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Is there a killer idea for a novel gnawing at the back of your mind? Are you stuck inside with some extra time on your hands? While quarantine isn’t exactly conducive to creativity with all the anxiety and lack of privacy it can bring with it, it is a good time for self-evaluation and getting some extra projects done. Here are five of the best books on writing from some of the world’s top authors to get you inspired and FINALLY at work on that novel you’re always talking about writing!
1. On Writing: A Memoir of the Craft by Stephen King
Where else could we start than with the King himself? The master of horror keeps things thoroughly down to earth in this engaging memoir about writing and life. King’s advice is simple; sit down in the chair every day and do the work. “Stories are relics, part of an undiscovered pre-existing world,” he says. “The writer’s job is to use the tools in his or her toolbox to get as much of each one out of the ground intact as possible.”
2. Daemon Voices: On Stories and Storytelling by Philip Pullman
Most famous for His Dark Materials, Pullman writes books for children that appeal just as much to adults. This is a rambling book of essays on everything from art and religion to German marionette theatre and fundamental particles, but most of all it is a book about stories that makes you fall in love with them all over again. Pullman says that writing “feels like discovery not invention. It feels as if the story I’m writing already exists, in some Platonic way, and that I’m privileged from time to time to gain access to it. The curtain twitches aside for a while; the moon comes out from behind a cloud, and illuminates a landscape that was previously invisible.”
3. The View from the Cheap Seats: Selected Nonfiction by Neil Gaiman
This one isn’t technically a book on writing but it shows Gaiman’s love for stories and approaches art in a fun, comfortable way. It reveals a lot of the anxiety that comes from sitting in front of a blank page. It’s a motley assortment of articles from various publications and it’s a grab bag of treasures. Go ahead, reach in. Did you get a piece on how porn and musicals are basically the same thing? A touching essay on how to deal with pain through making art? A strange, dreamy tale about Gaiman’s future wife dying over and over again? (It’s not as dark as it sounds, I promise.) Whichever you pick, you will be vastly entertained and hopefully inspired.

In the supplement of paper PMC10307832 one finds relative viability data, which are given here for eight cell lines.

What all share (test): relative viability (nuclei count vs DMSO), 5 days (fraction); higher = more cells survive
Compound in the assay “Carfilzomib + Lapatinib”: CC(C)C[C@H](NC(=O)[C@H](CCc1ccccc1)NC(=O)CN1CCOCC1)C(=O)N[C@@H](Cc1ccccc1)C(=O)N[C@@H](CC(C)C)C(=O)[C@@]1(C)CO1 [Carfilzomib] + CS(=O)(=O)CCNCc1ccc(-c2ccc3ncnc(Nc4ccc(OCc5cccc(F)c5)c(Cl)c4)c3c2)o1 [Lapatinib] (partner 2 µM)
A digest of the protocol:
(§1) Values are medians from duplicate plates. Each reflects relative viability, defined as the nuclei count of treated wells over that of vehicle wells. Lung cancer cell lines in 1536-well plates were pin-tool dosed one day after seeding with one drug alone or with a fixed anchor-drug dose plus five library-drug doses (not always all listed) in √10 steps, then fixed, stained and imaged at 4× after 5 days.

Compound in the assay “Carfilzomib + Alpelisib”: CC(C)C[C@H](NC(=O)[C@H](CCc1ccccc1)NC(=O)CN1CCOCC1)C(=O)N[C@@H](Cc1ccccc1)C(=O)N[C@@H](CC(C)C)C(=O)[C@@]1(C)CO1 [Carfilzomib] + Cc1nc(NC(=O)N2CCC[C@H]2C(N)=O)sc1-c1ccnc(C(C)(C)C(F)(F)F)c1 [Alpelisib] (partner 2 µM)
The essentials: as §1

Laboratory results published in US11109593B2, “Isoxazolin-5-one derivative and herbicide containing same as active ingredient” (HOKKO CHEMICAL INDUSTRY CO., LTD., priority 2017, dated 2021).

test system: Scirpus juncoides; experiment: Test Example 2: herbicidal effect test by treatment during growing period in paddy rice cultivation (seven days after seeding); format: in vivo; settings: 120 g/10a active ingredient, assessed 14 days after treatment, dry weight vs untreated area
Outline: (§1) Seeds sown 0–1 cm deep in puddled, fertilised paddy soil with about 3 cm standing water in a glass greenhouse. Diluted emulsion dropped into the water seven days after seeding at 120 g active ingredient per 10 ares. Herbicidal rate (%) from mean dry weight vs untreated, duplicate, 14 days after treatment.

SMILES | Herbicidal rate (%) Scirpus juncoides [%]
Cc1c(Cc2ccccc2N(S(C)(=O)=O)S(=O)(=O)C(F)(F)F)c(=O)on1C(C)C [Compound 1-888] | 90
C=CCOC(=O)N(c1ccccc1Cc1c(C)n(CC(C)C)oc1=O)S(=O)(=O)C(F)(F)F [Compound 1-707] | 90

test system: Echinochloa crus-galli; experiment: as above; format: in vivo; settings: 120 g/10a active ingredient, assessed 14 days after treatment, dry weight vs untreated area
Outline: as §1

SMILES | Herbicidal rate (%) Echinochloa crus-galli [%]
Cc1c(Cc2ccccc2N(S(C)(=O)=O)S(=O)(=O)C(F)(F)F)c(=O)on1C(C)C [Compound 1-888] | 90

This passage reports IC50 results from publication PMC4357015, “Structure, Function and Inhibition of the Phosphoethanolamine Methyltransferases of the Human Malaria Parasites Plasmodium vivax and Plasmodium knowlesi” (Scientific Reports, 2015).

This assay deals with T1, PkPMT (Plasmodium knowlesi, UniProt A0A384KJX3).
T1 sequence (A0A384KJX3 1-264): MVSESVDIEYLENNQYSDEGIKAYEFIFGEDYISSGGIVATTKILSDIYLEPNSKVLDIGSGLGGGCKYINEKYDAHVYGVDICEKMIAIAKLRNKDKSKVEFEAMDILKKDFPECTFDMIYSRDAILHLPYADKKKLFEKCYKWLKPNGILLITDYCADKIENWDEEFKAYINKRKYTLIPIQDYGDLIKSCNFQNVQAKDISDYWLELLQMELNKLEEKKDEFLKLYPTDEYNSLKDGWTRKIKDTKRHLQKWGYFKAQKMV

4. Let Me Tell You: New Stories, Essays, and Other Writings by Shirley Jackson
The writing section of this book doesn’t come until page 374 and only lasts for forty-two but those contain enough good advice to fill a library. The essay ‘Garlic in Fiction’ alone is worth the price of admission. Jackson is one of my favorite writers of all time and an absolute pro at creating subtle suspense and gut-wrenching twists. “I cannot find any patience for those people who believe that you start writing when you sit down at your desk and pick up your pen and finish writing when you put down your pen again,” she says. “A writer is always writing, seeing everything through a thin mist of words, fitting swift little descriptions to everything he sees, always noticing.”
5. Wonderbook: The Illustrated Guide to Creating Imaginative Fiction by Jeff VanderMeer
This one is geared specifically towards speculative fiction though much of the advice applies to all genres. Entirely illustrated and thoroughly fun, this one is a bit bonkers in the best way possible. VanderMeer uses other authors plentifully to map out (literally) the process of writing. Full of writing exercises and ideas that will call out to the child inside you, this is an excellent way to get those creative juices flowing.
Featured Image via Hindustan Times